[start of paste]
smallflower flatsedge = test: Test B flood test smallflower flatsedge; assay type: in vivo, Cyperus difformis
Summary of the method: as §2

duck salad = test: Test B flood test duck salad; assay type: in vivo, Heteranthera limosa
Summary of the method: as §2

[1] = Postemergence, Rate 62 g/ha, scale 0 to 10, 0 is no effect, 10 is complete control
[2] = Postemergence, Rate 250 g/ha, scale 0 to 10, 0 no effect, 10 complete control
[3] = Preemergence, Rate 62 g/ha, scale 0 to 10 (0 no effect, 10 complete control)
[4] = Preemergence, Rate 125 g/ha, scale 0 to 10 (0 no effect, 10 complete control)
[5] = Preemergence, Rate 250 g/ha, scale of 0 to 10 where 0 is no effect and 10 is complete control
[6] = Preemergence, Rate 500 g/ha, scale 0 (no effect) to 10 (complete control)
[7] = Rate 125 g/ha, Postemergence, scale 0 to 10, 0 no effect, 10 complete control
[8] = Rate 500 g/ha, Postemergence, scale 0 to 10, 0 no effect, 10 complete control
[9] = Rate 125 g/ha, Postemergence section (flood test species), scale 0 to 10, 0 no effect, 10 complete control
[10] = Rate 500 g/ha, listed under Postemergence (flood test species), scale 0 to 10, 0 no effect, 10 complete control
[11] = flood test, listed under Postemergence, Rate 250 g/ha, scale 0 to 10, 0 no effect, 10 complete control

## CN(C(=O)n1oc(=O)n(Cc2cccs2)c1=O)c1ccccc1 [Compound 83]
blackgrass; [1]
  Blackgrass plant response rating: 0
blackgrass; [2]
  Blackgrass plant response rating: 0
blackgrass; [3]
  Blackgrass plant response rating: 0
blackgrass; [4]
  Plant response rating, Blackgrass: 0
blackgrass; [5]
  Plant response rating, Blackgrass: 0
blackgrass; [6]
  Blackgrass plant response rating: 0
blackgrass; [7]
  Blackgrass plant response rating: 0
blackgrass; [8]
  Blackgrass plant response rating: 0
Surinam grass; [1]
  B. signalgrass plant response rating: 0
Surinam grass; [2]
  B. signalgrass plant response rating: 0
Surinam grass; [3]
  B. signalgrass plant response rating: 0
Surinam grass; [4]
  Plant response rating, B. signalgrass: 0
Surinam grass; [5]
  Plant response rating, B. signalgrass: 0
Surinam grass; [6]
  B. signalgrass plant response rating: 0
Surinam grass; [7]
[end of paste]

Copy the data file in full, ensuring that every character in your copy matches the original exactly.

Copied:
smallflower flatsedge = test: Test B flood test smallflower flatsedge; assay type: in vivo, Cyperus difformis
Summary of the method: as §2

duck salad = test: Test B flood test duck salad; assay type: in vivo, Heteranthera limosa
Summary of the method: as §2

[1] = Postemergence, Rate 62 g/ha, scale 0 to 10, 0 is no effect, 10 is complete control
[2] = Postemergence, Rate 250 g/ha, scale 0 to 10, 0 no effect, 10 complete control
[3] = Preemergence, Rate 62 g/ha, scale 0 to 10 (0 no effect, 10 complete control)
[4] = Preemergence, Rate 125 g/ha, scale 0 to 10 (0 no effect, 10 complete control)
[5] = Preemergence, Rate 250 g/ha, scale of 0 to 10 where 0 is no effect and 10 is complete control
[6] = Preemergence, Rate 500 g/ha, scale 0 (no effect) to 10 (complete control)
[7] = Rate 125 g/ha, Postemergence, scale 0 to 10, 0 no effect, 10 complete control
[8] = Rate 500 g/ha, Postemergence, scale 0 to 10, 0 no effect, 10 complete control
[9] = Rate 125 g/ha, Postemergence section (flood test species), scale 0 to 10, 0 no effect, 10 complete control
[10] = Rate 500 g/ha, listed under Postemergence (flood test species), scale 0 to 10, 0 no effect, 10 complete control
[11] = flood test, listed under Postemergence, Rate 250 g/ha, scale 0 to 10, 0 no effect, 10 complete control

## CN(C(=O)n1oc(=O)n(Cc2cccs2)c1=O)c1ccccc1 [Compound 83]
blackgrass; [1]
  Blackgrass plant response rating: 0
blackgrass; [2]
  Blackgrass plant response rating: 0
blackgrass; [3]
  Blackgrass plant response rating: 0
blackgrass; [4]
  Plant response rating, Blackgrass: 0
blackgrass; [5]
  Plant response rating, Blackgrass: 0
blackgrass; [6]
  Blackgrass plant response rating: 0
blackgrass; [7]
  Blackgrass plant response rating: 0
blackgrass; [8]
  Blackgrass plant response rating: 0
Surinam grass; [1]
  B. signalgrass plant response rating: 0
Surinam grass; [2]
  B. signalgrass plant response rating: 0
Surinam grass; [3]
  B. signalgrass plant response rating: 0
Surinam grass; [4]
  Plant response rating, B. signalgrass: 0
Surinam grass; [5]
  Plant response rating, B. signalgrass: 0
Surinam grass; [6]
  B. signalgrass plant response rating: 0
Surinam grass; [7]